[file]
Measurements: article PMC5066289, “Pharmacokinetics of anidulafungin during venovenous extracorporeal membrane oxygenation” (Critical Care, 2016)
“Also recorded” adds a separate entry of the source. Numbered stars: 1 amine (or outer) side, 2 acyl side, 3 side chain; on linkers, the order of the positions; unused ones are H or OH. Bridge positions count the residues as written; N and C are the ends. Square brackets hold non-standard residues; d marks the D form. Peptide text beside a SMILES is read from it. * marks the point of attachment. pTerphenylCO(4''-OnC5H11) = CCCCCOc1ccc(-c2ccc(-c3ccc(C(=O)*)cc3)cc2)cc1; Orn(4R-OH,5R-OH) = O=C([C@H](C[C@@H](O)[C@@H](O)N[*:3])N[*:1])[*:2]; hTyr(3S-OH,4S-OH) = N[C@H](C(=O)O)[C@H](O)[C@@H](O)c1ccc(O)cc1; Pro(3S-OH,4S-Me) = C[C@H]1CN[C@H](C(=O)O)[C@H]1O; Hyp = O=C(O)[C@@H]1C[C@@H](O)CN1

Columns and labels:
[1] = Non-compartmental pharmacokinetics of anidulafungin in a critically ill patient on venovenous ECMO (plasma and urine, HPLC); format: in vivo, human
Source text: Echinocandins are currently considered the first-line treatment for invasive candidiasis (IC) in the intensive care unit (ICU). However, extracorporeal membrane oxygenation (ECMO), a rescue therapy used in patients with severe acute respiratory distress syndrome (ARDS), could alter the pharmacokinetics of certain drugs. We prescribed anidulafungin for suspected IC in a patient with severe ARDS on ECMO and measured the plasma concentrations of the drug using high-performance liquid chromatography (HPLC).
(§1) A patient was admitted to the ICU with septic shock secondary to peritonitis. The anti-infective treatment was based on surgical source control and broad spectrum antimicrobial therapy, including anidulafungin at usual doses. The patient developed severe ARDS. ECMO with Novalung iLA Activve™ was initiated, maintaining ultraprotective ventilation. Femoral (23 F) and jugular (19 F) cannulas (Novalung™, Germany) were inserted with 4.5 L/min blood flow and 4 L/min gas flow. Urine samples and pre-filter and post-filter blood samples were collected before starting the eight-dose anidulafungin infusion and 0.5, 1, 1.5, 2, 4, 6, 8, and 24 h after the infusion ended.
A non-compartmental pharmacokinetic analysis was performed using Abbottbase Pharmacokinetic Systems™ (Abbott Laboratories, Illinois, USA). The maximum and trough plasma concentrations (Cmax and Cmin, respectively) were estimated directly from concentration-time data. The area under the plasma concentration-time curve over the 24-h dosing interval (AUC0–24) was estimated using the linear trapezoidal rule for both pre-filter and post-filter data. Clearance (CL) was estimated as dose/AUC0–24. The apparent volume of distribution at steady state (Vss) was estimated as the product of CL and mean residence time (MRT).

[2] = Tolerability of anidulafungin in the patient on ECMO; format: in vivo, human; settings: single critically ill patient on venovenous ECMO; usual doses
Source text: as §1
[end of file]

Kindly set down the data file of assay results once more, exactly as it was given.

Measurements: article PMC5066289, “Pharmacokinetics of anidulafungin during venovenous extracorporeal membrane oxygenation” (Critical Care, 2016)
“Also recorded” adds a separate entry of the source. Numbered stars: 1 amine (or outer) side, 2 acyl side, 3 side chain; on linkers, the order of the positions; unused ones are H or OH. Bridge positions count the residues as written; N and C are the ends. Square brackets hold non-standard residues; d marks the D form. Peptide text beside a SMILES is read from it. * marks the point of attachment. pTerphenylCO(4''-OnC5H11) = CCCCCOc1ccc(-c2ccc(-c3ccc(C(=O)*)cc3)cc2)cc1; Orn(4R-OH,5R-OH) = O=C([C@H](C[C@@H](O)[C@@H](O)N[*:3])N[*:1])[*:2]; hTyr(3S-OH,4S-OH) = N[C@H](C(=O)O)[C@H](O)[C@@H](O)c1ccc(O)cc1; Pro(3S-OH,4S-Me) = C[C@H]1CN[C@H](C(=O)O)[C@H]1O; Hyp = O=C(O)[C@@H]1C[C@@H](O)CN1

Columns and labels:
[1] = Non-compartmental pharmacokinetics of anidulafungin in a critically ill patient on venovenous ECMO (plasma and urine, HPLC); format: in vivo, human
Source text: Echinocandins are currently considered the first-line treatment for invasive candidiasis (IC) in the intensive care unit (ICU). However, extracorporeal membrane oxygenation (ECMO), a rescue therapy used in patients with severe acute respiratory distress syndrome (ARDS), could alter the pharmacokinetics of certain drugs. We prescribed anidulafungin for suspected IC in a patient with severe ARDS on ECMO and measured the plasma concentrations of the drug using high-performance liquid chromatography (HPLC).
(§1) A patient was admitted to the ICU with septic shock secondary to peritonitis. The anti-infective treatment was based on surgical source control and broad spectrum antimicrobial therapy, including anidulafungin at usual doses. The patient developed severe ARDS. ECMO with Novalung iLA Activve™ was initiated, maintaining ultraprotective ventilation. Femoral (23 F) and jugular (19 F) cannulas (Novalung™, Germany) were inserted with 4.5 L/min blood flow and 4 L/min gas flow. Urine samples and pre-filter and post-filter blood samples were collected before starting the eight-dose anidulafungin infusion and 0.5, 1, 1.5, 2, 4, 6, 8, and 24 h after the infusion ended.
A non-compartmental pharmacokinetic analysis was performed using Abbottbase Pharmacokinetic Systems™ (Abbott Laboratories, Illinois, USA). The maximum and trough plasma concentrations (Cmax and Cmin, respectively) were estimated directly from concentration-time data. The area under the plasma concentration-time curve over the 24-h dosing interval (AUC0–24) was estimated using the linear trapezoidal rule for both pre-filter and post-filter data. Clearance (CL) was estimated as dose/AUC0–24. The apparent volume of distribution at steady state (Vss) was estimated as the product of CL and mean residence time (MRT).

[2] = Tolerability of anidulafungin in the patient on ECMO; format: in vivo, human; settings: single critically ill patient on venovenous ECMO; usual doses
Source text: as §1